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Far East Extreme: A pleasant visit to “The House Next Door”

Monday, January 21, 2019 | Far East Extreme

Welcome back to another new year and another Far East Extreme! In our obsessive quest to find delectable horror cinema in all sorts of places, we will today explore one of India’s best. I will admit going out of my comfort zone here a bit, as I have very little exposure to any Indian media aside from the Daler Mendhi videos I’d watch in college, and of course a casual veneration of the great Benny Lava. I also knew of the many Bollywood films that were just Indian versions of other films. I was eager to see some Indian horror cinema, but in my search I found many that were just horror tinged dramas or comedies. However I was pleased to find a recent horror blockbuster, 2017s “The House Next Door.”

This film is surprising in many ways: beginning with a spooky sepia-tinted intro in Chinese, the film transitions into a musical montage depicting our main protagonist, the genius doctor Krish (played by Indian superstar actor/producer Siddarth) and his new spouse, Lakshmi (actor and musician Andrea Jeremiah.) At this point, I was questioning my judgement somewhat, and considering turning the film off entirely. Objectively, however, it is a rather efficient way to get through exposition and backstory, which is too often a slog in lesser films. Within the first 5-10 minutes, the audience knows all they need to know so that the story can move forward unencumbered by the need for any sort of explanations later on. The film redeems itself shortly thereafter with Krish, a resident brain surgeon at Silent Hill Hospital (I’ll admit, this reference brought a smile to my face) operating on a patient in visceral detail. This film has plenty of brains (and some gore later on) which it handles rather cheerily and without drawing attention to it overmuch. “The House Next Door” knows its audience rather well, as you will see.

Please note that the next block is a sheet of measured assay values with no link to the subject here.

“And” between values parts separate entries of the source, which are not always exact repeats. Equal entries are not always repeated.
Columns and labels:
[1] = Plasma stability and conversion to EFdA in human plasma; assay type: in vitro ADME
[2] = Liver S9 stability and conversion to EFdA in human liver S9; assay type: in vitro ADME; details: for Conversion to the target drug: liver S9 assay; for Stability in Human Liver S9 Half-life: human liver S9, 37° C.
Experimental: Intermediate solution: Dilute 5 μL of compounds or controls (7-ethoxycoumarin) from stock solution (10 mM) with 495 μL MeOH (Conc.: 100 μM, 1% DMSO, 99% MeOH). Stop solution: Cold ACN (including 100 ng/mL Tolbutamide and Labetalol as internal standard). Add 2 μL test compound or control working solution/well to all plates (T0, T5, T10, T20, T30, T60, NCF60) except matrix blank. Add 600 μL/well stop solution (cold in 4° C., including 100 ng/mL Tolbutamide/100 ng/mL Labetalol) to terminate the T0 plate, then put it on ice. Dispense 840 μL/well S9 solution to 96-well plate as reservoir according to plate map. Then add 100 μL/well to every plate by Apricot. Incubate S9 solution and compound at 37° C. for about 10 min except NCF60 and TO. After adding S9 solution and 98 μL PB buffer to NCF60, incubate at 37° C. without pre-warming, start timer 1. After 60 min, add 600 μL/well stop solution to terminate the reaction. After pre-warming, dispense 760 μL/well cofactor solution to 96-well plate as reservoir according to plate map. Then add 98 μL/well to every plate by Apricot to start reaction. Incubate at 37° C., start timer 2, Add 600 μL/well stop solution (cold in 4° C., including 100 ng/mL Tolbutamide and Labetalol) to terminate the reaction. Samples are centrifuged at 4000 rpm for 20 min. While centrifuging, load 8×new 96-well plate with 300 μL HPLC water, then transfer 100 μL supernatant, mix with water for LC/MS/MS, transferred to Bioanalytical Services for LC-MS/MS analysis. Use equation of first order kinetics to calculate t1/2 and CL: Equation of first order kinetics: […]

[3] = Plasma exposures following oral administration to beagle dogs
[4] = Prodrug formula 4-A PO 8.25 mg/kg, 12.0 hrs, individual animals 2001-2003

The film lets us ease into things, as Krish and Lakshmi begin their new life together by getting to know the neighbors next door. Namely, the well-to-do Paul and his two daughters. The older daughter, Jenny, takes a particular liking to Krish, especially after he rescues her from drowning. Though passed off as the strangeness of the family – who after all, keep neon red crosses around the house as well as ghostly pianos that play themselves, Jenny begins to start experiencing the paranormal. With its familiar jump scares and music swells, this film hits all the beats of conventional western blockbusters, and the actors also pull their weight, even when portraying, let’s say, invading spirits. The House Next Door is equal parts The Ring and The Exorcist, which are handled energetically, if not wholly originally. To be honest, one should not look for much undiscovered territory here, though the lush sets and beautiful Himalayan setting is enough to feast your eyes on. No, this is the Indian film equivalent of comfort food, and unabashedly so.

“…this is the Indian film equivalent of comfort food, and unabashedly so.”

A cursory look at Indian films reviewed by fans on the internet contain many of the same complaints: hammy acting, a focus on style over substance, and shoddy camera work (how many boom mikes and crew members reflected in mirrored surfaces can you see?) House Next Door avoids many of these pitfalls. This is a professional film through and through with a budget it’s not afraid to show off, yet it wisely avoids much in the way of cheesy CG. The brains on display won’t make anyone forget Return of the Living Dead, but it’s all done rather nicely. The acting is also convincing: Siddharth is a natural leading man, and the audience can identify with the charismatic, well-meaning Krish with little trouble. Also deserving attention is Anisha Angelina Victor as Jenny, the teenage girl with an interest in the occult who unfortunately becomes the target of some rather unpleasant ghosts.

If one could criticize the film however, it would doubtless have to do with the rather lightweight (but thankfully not overbearing) plot. Don’t get me wrong, it hits all of the familiar beats of typical Hollywood Horror, but that’s all you’re going to get: a haunted house, some loved ones in danger, a rescue attempt gone awry, and then a twist at the end. Throw in an extra unneeded subplot about child sacrifices which drags the film down, but it is redeemed by a satisfying conclusion. The main question for the viewer is: do you like horror movies? Because this movie is essentially Indian Horror: The Movie. However, like the planeteers of Captain Planet fame, this picture does have plenty of heart. One could only hope that it has been paving the way for films with a similar caliber of production values that can branch into new territory.

The House Next Door was released in three languages in India: this doesn’t affect the film itself, however the soundtrack in the Hindi version is in my view superior to that of the Tamil version (known as Aval) or the Telugu version (called Gruham). Where most of us are concerned however, as each edition has identical subtitles, just see whichever one happens to be available, grab some popcorn (or perhaps a roti or two), and enjoy!

Alex Ehrenreich
I'm a writer and horror-lover currently living in Tokyo. Be sure to check out my column "Far-East Extreme" where I write about the best in Asian horror cinema every month.